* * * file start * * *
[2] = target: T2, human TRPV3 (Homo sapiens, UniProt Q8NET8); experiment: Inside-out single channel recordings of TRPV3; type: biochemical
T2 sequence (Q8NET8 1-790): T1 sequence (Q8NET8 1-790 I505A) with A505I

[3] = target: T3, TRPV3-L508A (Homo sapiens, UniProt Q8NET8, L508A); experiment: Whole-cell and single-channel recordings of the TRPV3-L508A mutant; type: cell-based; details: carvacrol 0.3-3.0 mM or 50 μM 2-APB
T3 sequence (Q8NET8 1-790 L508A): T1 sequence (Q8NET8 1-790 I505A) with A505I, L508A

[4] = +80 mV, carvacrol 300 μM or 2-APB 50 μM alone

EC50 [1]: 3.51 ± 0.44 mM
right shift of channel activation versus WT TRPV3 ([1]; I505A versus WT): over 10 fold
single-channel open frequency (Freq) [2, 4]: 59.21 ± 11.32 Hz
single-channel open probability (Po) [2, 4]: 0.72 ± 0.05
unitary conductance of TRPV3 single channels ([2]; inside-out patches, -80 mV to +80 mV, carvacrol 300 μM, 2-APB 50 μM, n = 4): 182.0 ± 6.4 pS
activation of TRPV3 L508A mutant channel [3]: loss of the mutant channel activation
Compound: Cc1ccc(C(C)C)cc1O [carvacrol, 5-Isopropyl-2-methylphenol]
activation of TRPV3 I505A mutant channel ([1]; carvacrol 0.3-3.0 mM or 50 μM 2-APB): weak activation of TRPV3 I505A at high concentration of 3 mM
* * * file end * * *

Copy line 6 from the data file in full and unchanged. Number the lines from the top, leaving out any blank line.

EC50 [1]: 3.51 ± 0.44 mM